After another few minutes of mixing the decision was made to transfer the frothy egg mixture into the smaller mixing bowl in hopes of having better luck.

And then suddenly things began to happen. The egg whites quadrupled in size, much to my delight. I added the remainder of the sugar and the vanilla extract and watched as the concoction grew and grew. I remembered somewhere in a distant memory someone saying that meringue was done when you could flip the bowl upside down and nothing fell out.

Oh yeah. That looked like meringue to me. I had no idea what stiff peaks looked like but assumed that the pointy things at the bottom of the beaters were what I was looking for. Those were stiff peaks right?

I crossed my fingers and hoped I was right as I transfered the meringue to the baking sheets. The recipe said to just use two spoons and dollop the mixture onto the baking sheet. Simple enough.

One half of the mixture I left plain, although the formation of my cookies left something to be desired. Apparently spoons didn't guarantee the traditional meringue shape I was accustomed to seeing. Next time I might make a pastry bag out of a ziplock baggie to have prettier and more uniformed results.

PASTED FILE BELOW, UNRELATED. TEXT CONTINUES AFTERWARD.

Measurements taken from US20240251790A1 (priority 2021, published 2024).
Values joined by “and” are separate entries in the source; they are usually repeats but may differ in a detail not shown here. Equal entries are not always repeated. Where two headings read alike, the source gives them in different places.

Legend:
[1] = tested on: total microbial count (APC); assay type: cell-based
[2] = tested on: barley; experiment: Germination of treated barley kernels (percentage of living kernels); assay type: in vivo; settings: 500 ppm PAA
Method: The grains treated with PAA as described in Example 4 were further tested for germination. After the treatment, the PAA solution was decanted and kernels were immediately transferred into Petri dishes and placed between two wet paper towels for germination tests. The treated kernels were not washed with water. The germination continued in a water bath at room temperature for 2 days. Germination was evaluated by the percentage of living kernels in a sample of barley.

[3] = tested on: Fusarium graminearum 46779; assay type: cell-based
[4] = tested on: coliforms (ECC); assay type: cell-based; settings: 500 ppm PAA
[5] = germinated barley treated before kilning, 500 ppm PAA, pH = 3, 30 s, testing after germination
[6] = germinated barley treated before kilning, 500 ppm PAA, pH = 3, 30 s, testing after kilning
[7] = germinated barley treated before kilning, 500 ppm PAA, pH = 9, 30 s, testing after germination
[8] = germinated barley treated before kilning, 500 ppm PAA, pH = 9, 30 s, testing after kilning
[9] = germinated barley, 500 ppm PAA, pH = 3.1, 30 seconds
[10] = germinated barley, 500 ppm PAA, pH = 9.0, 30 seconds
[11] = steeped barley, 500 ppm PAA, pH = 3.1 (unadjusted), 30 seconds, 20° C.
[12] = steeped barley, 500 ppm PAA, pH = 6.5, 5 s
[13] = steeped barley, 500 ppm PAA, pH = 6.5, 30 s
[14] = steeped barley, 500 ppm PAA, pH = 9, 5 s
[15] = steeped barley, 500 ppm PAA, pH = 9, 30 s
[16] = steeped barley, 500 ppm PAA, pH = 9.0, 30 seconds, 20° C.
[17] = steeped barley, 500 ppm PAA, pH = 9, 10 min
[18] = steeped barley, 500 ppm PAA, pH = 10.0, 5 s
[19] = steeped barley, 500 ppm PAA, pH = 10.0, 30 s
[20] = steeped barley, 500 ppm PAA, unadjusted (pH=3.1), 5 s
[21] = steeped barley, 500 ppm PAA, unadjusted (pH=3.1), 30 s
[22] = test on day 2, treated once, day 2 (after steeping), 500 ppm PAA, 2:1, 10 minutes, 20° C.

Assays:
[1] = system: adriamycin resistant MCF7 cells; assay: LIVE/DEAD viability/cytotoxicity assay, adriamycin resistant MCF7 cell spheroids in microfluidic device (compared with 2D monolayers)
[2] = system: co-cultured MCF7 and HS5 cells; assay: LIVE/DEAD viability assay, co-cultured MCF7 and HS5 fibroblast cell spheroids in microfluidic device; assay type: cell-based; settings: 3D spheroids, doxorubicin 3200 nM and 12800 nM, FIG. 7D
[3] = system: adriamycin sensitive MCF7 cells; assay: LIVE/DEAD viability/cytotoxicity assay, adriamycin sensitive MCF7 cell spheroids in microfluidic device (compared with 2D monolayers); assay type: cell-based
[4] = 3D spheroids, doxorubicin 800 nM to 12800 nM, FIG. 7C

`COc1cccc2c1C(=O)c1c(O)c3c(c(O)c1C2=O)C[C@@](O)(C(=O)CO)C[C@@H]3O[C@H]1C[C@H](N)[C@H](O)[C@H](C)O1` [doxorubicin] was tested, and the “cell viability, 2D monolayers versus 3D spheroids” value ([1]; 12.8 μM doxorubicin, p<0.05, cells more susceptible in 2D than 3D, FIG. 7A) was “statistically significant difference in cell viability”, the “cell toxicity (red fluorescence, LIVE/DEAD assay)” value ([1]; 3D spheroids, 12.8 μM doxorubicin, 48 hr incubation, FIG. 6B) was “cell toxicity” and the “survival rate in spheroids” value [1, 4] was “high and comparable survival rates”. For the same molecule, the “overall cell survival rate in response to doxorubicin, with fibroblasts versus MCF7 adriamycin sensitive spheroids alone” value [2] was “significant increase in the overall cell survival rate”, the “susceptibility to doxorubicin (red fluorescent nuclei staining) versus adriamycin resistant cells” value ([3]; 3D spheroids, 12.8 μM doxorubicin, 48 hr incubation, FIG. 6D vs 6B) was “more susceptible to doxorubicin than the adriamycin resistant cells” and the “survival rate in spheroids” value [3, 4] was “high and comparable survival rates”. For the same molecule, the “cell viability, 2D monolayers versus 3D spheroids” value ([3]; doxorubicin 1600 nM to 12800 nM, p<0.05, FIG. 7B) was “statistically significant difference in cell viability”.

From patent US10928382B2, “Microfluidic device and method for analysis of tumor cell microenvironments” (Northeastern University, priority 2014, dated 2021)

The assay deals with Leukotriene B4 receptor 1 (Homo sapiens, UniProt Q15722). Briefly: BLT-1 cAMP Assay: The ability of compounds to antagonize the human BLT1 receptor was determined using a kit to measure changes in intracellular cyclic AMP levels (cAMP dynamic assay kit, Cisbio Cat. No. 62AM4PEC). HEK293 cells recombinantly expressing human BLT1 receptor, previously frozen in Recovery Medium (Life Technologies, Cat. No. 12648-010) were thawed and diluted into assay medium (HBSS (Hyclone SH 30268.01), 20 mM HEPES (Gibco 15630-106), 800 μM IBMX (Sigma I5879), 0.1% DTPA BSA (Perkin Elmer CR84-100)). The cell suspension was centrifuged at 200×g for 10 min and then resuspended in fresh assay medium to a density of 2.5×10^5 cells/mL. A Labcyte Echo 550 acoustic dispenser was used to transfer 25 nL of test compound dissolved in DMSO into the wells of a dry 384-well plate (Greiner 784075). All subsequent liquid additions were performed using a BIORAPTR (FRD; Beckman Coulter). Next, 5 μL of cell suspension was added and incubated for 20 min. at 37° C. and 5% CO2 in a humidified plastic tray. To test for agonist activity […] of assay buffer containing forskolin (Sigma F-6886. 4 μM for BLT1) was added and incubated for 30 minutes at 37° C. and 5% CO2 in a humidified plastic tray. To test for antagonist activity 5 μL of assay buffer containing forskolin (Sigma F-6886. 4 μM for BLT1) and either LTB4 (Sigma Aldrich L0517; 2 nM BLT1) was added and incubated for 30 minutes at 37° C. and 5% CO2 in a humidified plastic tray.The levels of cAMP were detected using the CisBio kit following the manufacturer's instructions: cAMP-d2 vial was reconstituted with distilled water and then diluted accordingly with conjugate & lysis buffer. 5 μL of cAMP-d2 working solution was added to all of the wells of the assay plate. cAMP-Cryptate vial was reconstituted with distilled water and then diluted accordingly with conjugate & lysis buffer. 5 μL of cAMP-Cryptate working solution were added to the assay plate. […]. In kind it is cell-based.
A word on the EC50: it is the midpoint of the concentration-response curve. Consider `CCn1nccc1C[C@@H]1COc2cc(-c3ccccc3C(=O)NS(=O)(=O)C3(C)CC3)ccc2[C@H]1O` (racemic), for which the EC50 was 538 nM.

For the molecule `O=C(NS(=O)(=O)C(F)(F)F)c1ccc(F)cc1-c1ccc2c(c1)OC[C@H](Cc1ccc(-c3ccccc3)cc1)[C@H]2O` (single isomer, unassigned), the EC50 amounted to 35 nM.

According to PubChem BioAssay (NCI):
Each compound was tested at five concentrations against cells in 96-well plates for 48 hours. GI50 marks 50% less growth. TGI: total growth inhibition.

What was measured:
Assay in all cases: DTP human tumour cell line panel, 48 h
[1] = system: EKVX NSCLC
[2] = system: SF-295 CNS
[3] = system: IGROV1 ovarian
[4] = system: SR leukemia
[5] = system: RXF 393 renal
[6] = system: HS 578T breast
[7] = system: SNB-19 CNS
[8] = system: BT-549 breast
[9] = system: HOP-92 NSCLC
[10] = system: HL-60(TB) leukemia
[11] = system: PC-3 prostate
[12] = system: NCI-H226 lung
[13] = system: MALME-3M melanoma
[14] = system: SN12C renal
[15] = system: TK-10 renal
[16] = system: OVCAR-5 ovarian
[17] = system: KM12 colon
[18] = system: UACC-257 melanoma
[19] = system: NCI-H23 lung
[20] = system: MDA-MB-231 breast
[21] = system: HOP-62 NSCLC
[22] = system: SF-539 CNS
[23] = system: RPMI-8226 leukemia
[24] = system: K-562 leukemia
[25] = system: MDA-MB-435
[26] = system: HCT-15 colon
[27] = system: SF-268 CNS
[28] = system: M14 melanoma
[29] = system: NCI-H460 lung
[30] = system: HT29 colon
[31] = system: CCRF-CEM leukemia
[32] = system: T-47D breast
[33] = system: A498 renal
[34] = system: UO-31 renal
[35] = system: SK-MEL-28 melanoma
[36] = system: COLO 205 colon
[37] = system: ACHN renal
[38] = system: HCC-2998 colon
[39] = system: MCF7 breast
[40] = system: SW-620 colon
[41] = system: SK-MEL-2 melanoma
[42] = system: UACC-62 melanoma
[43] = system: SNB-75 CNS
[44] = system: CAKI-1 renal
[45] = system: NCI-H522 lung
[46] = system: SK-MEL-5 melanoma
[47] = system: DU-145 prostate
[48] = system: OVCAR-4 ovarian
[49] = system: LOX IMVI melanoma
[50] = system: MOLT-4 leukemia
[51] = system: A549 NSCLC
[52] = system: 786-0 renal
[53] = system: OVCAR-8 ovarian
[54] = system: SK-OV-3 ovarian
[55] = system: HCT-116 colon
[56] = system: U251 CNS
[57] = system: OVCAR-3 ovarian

The second batch I made were what Mr. Emeril called 'Forgotten Kisses' -- meringue mixed with walnuts and semi-sweet chocolate chips.

Then it was into the oven. This part I followed word for word what the recipe said, after numerous goof ups and improvisations I wasn't about to burn my meringues! I left them to dry out over night and crossed my fingers that I wouldn't be disappointed in the morning.

Well, it looked like a meringue...

And it tasted like one too! Success! Albeit these meringues were still squishy after almost 10 hours of being left out to dry. I tried to bake them a bit more to make them crispy and they turned brown (D'oh!) but they still tasted delicious. Next time I make them I will have a better grasp of what I'm doing and maybe even follow the recipe.



3 Responses to “Baking fixes everything”

  1. Alexander
    December 19, 2010 at 12:30 PM